Beyond Open Access: A framework for openness in scholarly communication
In spite of broad support across disciplines, only a small percentage of scientific and scholarly publications are available through open access. At the same time, increased openness among informal modes of scholarly communication is challenging normative conceptions of open science. The juxtaposition of widespread adherence to traditional publishing models, which are typically not open access, and increased openness among informal modes of scholarly communication raises some interesting questions about emerging new configurations of open science.
On one hand, academic publishing, also known as formal scholarly communication, is slow to change in the face of vast potentials for using digital media to increase openness. Publication of research output is a fundamental component in scientific progress. New knowledge builds on existing knowledge and publication of new knowledge creates possibilities for future knowledge. Publishing also plays a crucial role in the careers of individual researchers. Open Access has been shown to increase the dissemination of new knowledge, however full adoption seems to be stalled. On the other hand, there are presently a wide variety of openness initiatives within the realm of informal scholarly communication. Such projects include, for example, enhanced publications, draft-manuscript repositories, linked-data repositories, open lab notebooks, academic blogs, and implementation of structured content ontologies. These projects are demonstrating new possibilities of openness related to increased transparency and improved content interoperability. This is possible in part because the realm of informal scholarly communication is typically not included in the formal metrics of scientific impact and individual career advancement. Informality can facilitate innovation and experimentation, but it also complicates systematic analysis of whether, and in what ways, these new configurations of openness contribute to open science.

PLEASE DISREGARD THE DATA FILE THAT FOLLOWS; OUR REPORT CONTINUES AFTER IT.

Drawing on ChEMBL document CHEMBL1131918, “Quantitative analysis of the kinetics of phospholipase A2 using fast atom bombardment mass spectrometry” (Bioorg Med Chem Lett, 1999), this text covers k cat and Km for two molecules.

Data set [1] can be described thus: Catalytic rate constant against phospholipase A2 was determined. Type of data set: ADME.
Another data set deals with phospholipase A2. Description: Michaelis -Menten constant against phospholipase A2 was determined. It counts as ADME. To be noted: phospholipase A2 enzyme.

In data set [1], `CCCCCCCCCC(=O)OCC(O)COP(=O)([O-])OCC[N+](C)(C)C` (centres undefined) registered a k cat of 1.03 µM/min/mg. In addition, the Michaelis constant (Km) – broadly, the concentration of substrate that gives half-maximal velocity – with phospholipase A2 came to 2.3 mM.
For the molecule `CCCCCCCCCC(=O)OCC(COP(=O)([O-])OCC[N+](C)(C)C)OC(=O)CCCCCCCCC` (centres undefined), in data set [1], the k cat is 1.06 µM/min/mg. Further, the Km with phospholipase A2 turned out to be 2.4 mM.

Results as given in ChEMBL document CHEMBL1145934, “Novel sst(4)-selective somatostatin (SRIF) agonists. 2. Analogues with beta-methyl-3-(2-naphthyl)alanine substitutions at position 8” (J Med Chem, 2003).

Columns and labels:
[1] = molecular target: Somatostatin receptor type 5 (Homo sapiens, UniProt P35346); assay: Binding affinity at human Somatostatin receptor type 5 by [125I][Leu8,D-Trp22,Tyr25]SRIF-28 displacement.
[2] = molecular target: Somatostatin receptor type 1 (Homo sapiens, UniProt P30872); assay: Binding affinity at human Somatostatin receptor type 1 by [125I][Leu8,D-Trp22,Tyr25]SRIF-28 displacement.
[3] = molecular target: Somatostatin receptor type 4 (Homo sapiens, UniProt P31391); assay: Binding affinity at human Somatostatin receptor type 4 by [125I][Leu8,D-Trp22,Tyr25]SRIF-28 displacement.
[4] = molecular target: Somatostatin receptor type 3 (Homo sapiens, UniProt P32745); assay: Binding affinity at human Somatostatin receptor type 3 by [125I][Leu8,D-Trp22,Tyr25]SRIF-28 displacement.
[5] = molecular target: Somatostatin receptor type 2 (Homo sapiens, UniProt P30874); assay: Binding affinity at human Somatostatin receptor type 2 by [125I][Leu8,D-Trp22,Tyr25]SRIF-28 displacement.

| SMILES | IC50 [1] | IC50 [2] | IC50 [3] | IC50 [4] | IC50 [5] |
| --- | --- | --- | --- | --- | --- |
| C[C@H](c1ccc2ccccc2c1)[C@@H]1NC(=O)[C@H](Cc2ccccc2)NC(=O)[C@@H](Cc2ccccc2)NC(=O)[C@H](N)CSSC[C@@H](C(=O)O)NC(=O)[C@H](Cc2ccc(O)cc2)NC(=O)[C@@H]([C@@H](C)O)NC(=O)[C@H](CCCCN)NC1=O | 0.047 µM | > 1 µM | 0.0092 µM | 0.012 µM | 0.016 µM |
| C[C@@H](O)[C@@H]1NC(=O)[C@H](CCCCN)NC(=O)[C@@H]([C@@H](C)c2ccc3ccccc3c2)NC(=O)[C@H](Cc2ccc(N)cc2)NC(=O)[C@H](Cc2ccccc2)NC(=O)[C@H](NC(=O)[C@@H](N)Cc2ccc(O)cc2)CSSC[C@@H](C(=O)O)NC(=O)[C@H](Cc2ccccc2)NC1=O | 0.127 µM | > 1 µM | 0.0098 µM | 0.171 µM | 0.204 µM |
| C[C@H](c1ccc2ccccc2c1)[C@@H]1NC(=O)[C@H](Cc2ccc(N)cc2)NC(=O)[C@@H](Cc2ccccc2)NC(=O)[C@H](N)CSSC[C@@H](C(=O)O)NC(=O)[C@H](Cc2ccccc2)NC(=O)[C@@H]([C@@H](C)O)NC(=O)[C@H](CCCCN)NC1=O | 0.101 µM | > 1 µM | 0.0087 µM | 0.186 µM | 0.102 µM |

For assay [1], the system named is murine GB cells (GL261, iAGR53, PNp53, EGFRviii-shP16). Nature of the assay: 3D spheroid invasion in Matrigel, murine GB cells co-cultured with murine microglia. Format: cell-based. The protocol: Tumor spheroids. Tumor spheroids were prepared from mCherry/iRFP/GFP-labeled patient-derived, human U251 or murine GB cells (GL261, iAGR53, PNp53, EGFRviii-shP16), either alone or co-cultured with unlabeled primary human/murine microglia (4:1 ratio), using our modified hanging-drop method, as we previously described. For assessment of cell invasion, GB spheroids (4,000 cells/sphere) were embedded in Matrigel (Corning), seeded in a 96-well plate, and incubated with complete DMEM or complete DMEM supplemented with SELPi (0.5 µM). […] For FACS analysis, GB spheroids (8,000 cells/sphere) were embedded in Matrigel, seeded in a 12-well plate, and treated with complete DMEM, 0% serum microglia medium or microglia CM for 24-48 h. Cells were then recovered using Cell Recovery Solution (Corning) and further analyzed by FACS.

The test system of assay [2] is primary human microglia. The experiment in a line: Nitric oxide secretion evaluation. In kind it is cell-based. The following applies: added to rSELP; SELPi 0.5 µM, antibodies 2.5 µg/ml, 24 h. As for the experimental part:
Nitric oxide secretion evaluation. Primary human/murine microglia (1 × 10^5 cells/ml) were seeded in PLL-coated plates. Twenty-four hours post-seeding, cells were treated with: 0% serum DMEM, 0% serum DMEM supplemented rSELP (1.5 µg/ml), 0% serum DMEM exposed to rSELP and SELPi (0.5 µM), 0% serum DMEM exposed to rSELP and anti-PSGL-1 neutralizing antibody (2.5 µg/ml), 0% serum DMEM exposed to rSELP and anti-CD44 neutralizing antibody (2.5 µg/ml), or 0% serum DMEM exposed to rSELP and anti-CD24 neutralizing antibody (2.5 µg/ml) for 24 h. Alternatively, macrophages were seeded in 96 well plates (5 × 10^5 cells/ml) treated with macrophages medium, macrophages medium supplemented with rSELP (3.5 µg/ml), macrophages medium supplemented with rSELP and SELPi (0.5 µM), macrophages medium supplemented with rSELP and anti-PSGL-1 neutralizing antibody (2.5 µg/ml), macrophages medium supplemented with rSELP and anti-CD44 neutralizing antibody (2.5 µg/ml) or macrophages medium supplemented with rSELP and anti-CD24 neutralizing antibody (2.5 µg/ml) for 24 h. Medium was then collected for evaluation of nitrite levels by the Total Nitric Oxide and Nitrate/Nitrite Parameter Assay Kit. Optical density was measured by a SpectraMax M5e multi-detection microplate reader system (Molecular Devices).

Openness has evolved differently in formal and informal communication contexts. In the existing research on scholarly communication, the formal component is typically privileged over the informal. This means we know considerably less about informal scholarly communication, which has become an interesting context for emerging forms of open science. To address this, I propose an analytical framework that foregrounds the relationship between human agency and social structures with regard to technological systems. As such, analytical focus is aimed at individual acts of openness framed as the result of interaction between human agency, social structure in the form of situated practices, and material structure in the form of digital media.